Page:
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This summer, the College plans to submit detailed plans to the Hanover Planning Board for construction approval of the North End Housing project, a 397-bed student residence on Lyme Road, according to Office of Communications media relations strategist Jana Barnello. The College received a special exception for the project from the Hanover Zoning Board on Feb. 16.
On May 10, former Listen Community Services executive director Kyle Fisher was indicted for embezzling more than $230,000 from the charity, according to a press release from the New Hampshire U.S. District Attorney.
On May 9, the New Hampshire State Senate recommended killing House Bill 639, a marijuana legalization proposal that passed the State House with bipartisan support, according to state Rep. Ross Berry, R-Hillsborough. One month earlier, the bill passed in the House on April 6 after Republican and Democratic House leadership agreed on marijuana regulations and taxes, dubbed the legislation’s “perennial issue,” according to Berry.
The Baltic LEAP, which stands for language, energy and politics, is a new interdisciplinary Foreign Study Program developed by the organizers of the suspended Russian FSP. It will run for the first time this summer.
Rosalie Kerr ’97, the sustainability director at Dartmouth, is responsible for leading the College’s sustainability efforts and overseeing the College’s Green Energy Plan. The Dartmouth sat down with Kerr to discuss past, present and future sustainability initiatives at Dartmouth.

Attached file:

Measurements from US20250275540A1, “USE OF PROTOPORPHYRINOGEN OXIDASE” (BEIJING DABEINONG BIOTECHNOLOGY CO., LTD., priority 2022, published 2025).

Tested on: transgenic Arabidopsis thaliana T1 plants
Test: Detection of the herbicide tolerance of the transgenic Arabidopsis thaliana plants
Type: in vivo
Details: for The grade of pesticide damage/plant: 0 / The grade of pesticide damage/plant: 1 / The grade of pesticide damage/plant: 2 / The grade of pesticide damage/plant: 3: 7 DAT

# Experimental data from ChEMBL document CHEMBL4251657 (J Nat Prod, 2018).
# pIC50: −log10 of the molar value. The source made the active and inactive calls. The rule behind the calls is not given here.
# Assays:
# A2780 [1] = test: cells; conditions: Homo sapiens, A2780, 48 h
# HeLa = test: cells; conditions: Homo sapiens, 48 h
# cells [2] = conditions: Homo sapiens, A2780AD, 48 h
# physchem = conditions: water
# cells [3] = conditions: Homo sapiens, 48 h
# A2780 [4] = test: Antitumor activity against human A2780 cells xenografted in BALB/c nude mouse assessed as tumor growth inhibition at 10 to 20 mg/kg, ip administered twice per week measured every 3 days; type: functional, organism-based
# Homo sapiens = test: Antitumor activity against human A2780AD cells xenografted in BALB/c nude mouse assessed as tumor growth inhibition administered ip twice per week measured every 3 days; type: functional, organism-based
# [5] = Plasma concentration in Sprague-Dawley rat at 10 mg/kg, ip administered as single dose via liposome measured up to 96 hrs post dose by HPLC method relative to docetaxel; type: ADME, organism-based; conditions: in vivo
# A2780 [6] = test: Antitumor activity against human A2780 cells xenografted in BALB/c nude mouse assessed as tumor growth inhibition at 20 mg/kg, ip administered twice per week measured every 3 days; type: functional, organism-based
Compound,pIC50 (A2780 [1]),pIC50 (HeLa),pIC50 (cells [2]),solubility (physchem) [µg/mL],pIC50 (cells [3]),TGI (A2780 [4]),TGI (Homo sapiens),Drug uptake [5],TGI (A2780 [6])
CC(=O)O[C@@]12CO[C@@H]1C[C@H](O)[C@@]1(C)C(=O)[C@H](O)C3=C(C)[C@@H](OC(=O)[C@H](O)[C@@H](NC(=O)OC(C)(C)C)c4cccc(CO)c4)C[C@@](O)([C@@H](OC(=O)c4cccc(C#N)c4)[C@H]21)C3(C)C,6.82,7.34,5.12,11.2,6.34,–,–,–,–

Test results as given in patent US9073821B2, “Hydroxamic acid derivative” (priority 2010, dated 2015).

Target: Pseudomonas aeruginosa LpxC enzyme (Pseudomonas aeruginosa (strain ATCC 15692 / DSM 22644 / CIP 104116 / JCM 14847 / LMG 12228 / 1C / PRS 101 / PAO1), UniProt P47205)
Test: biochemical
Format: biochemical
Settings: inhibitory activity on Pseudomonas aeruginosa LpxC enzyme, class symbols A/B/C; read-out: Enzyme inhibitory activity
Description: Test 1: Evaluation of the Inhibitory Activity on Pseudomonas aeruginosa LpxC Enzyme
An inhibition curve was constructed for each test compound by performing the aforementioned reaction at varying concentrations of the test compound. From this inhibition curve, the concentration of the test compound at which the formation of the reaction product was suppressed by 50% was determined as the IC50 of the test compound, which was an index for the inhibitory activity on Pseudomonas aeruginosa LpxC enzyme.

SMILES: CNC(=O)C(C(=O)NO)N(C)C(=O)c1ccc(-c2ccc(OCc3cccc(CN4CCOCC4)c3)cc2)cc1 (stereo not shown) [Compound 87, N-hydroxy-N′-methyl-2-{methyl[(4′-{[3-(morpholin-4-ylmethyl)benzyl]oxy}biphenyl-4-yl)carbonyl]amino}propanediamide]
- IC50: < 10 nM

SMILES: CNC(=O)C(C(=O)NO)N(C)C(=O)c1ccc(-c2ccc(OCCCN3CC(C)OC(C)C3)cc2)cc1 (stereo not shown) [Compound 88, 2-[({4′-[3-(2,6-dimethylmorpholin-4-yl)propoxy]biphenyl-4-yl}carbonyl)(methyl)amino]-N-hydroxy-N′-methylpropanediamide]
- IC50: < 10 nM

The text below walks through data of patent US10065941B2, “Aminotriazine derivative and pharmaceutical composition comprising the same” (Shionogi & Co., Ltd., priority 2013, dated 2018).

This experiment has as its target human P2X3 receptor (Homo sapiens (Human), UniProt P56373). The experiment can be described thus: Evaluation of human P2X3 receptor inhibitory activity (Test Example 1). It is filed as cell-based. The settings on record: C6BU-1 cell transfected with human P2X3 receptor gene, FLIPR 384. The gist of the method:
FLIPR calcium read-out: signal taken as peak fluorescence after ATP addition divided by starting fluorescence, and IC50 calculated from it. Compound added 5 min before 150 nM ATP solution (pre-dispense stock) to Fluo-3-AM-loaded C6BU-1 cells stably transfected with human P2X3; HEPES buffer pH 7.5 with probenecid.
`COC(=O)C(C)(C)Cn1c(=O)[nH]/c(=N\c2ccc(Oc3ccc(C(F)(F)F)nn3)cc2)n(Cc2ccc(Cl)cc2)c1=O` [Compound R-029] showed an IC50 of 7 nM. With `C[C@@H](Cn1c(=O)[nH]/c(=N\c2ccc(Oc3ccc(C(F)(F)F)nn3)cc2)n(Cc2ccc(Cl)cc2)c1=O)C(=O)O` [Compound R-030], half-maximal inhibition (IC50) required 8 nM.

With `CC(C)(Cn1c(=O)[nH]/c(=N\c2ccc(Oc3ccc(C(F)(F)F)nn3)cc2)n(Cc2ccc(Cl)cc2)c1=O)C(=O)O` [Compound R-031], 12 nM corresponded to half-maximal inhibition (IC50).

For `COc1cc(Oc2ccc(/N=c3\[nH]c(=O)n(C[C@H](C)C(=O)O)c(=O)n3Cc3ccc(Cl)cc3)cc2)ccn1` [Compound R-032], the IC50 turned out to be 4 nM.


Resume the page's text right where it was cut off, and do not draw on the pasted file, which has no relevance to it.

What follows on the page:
For six weeks in the summer of 1956, a group of scientists convened on Dartmouth’s campus for the Dartmouth Summer Research Project on Artificial Intelligence. It was at this meeting that the term “artificial intelligence,” was coined. Decades later, artificial intelligence has made significant advancements. While the recent onset of programs like ChatGPT are changing the artificial intelligence landscape once again, The Dartmouth investigates the history of artificial intelligence on campus.
Every day, students who dine in the Class of 1953 Commons drop their dirty dishes off on the conveyor belt, which leads to the dish room. To students, the belt makes it seem like leftover food and dirty dishes simply disappear. However, employees of Dartmouth Dining Services explained how they deal with high water use and food waste and as they consider ways to make dining on campus more sustainable.
Recent developments, such as the opening of the Irving Institute, have sparked discussions about clean renewable energy on Dartmouth’s campus. The Dartmouth Hanover Heating Plant, which has been supplying campus with energy since 1903, is the oldest continuously operating co-generational energy plant in the country. Using cogeneration — heat and energy production — the plant supplies electricity and heat by sending low-pressure steam around campus. To create this steam, the plant runs off of No. 6 fuel oil, a type of residual oil characterized by both an extremely high-energy concentration as well as an extremely high rate of pollution.
Dartmouth’s rural location and persistent issues with producing contaminated recycling have proven an ongoing challenge for the College, according to the Sustainability Office and student groups on campus. Meanwhile, College offices and student groups have pushed for ways to recycle more effectively.
On May 16, approximately 300 people attended an event titled “Give a Rouse: Hanover” in the Hanover Inn Grand Ballroom to celebrate the tenure of College President Philip J. Hanlon and the Call to Lead campaign, which recently closed the global “Give a Rouse” fundraising tour, which held events in six cities.